By Nicoletta Peddis and Ellie Anderson-Ingham
On Thursday 30th November, at Waterstones in York, Abi Curtis and Naomi Booth launched their novels Water and Glass and Sealed: two dystopian novels which in different ways deal with environmental issues and climate change.
As part of the audience, we were delighted to listen to the readings of extracts from the books and to the debate in the Q&A session afterwards.
On Thursday the 7th December we met Abi and Naomi to ask them a few more questions about their novels. We would like to encourage everybody to read these two beautifully written novels. Fear not, we promise not to reveal their plots in too much detail.
As Abi Curtis explained after her reading, in Water and Glass she intended to focus on our ecological responsibility towards the environment and on the idea of a blank slate. Would it be really possible to start all over again?
In the mornings, for the first few seconds after she wakes, she never remembers where she is. And when she does realise, she thinks of how they are never in the same place twice, but pushing through the dark blue sea as if moving deep into the heart of a shadow.
Water and Glass explores the personal grief of the main character and the communal grief of a society that has lost everything and must start again. We have asked Abi how important it was for her to communicate to the reader the intertwining of the two stages of grief and she said that it was her intention to reveal the personal grief of the protagonist very early on in the novel, in order to then explore the novel’s second dimension of grief and connect it all together. The idea of the ‘dark blue sea’ is another important theme of the novel, as a psychological symbol of everything that has been repressed.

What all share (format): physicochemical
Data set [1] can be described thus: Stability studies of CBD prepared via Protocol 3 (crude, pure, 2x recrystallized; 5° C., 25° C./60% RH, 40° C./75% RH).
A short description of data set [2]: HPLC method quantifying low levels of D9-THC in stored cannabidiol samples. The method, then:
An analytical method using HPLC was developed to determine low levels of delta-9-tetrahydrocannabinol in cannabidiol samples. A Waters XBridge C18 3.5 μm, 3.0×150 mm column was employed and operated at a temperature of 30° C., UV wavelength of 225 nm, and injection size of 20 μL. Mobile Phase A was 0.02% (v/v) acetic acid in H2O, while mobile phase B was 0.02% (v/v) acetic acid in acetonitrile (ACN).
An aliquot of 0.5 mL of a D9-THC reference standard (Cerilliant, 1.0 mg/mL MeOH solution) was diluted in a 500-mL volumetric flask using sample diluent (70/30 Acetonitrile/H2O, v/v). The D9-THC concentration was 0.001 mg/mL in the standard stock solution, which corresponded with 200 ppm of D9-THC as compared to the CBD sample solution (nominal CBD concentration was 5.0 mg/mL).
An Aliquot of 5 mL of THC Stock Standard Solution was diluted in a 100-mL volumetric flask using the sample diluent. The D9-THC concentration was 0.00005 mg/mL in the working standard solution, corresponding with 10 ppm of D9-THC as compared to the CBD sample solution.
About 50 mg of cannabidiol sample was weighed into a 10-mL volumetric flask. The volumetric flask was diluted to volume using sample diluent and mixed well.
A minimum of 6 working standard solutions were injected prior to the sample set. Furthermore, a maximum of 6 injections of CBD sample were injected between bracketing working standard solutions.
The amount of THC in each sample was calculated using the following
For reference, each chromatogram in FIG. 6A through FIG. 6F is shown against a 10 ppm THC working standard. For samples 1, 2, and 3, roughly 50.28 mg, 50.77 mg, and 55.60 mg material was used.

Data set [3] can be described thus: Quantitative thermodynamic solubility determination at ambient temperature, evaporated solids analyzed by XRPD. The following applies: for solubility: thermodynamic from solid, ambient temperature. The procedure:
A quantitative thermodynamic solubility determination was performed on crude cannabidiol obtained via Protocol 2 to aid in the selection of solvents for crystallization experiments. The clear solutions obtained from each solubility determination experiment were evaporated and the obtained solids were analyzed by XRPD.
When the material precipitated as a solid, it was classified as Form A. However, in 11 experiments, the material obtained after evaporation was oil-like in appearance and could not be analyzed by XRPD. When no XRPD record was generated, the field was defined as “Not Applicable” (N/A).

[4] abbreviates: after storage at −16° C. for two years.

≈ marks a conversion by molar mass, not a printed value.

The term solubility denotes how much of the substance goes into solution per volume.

In Sealed, Naomi Booth integrates the environmental narrative with a story about pregnancy and uses horror to explore the anxieties of both. As she explained when we met her, she believed that there wasn’t enough narrative that engaged in a complex way with pregnancy, as most of the books that deal with pregnancy tend to only highlight the ‘cuteness’ of it. She wanted to focus on other aspects of it and she thought horror would be the right genre to deal with the anxieties of Alice, her heavily pregnant protagonist who fights to protect herself and her unborn child from the horrible mutations and contaminations who have become the norm in the disturbing near-future in which the novel is set:
We came out here to begin again. We came out here for the clear air and a fresh start. No one said to us: beware of fresh starts. No one said to us: god knows what will begin.
In the debate in Waterstones, both Abi and Naomi have explained the reasons for deciding to have what a reader defined a ‘balanced’ ending. In both novels, the endings of the books balance optimism and pessimism in order to reflect the authors’ belief that the end of our ‘world’ is not yet determined and there is space for humanity to decide to go towards a different attitude in regard to pollution, environmental damage and climate change.
Abi and Naomi are part of the York Centre for Writing, the vibrant writing community at York St. John’s University that both consider an inspiration for their writing. They explained how being part of a writing hub that includes staff, the student community and national and international visiting writers and to share that sense of community was a great stimulus in producing Water and Glass and Sealed.